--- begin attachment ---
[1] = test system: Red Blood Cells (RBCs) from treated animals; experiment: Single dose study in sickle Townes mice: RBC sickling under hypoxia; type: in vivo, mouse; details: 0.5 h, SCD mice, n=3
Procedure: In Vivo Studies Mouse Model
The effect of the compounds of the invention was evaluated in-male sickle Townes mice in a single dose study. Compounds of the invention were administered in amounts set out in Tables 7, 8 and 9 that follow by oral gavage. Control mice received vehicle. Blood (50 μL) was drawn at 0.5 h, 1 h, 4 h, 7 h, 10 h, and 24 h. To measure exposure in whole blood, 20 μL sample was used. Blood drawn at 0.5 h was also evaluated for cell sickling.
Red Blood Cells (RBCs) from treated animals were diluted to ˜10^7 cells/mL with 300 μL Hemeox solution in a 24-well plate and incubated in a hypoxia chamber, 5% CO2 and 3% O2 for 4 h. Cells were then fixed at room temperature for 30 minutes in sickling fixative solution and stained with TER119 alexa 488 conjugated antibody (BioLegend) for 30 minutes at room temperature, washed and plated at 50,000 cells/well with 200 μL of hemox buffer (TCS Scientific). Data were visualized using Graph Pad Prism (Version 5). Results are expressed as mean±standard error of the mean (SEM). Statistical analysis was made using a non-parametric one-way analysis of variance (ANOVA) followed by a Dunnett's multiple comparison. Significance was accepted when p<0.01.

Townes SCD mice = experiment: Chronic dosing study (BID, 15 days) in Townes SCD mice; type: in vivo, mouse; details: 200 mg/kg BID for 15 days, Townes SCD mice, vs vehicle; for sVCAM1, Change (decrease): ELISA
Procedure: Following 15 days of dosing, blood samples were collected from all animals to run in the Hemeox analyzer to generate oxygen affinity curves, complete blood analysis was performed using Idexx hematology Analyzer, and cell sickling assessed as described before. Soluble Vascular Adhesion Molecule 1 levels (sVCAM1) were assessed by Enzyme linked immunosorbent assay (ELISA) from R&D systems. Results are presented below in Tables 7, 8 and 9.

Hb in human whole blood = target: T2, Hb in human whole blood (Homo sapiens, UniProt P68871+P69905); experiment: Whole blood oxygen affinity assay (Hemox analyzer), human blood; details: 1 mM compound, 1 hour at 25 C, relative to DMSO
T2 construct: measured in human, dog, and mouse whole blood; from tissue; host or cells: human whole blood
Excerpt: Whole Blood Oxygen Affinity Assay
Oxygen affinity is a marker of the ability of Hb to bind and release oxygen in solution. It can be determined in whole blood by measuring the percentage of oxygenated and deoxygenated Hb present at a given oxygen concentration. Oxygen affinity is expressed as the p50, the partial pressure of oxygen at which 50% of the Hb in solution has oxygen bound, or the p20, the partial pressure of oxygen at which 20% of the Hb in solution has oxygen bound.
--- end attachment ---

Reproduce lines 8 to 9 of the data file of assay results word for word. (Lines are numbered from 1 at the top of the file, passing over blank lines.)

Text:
T2 construct: measured in human, dog, and mouse whole blood; from tissue; host or cells: human whole blood
Excerpt: Whole Blood Oxygen Affinity Assay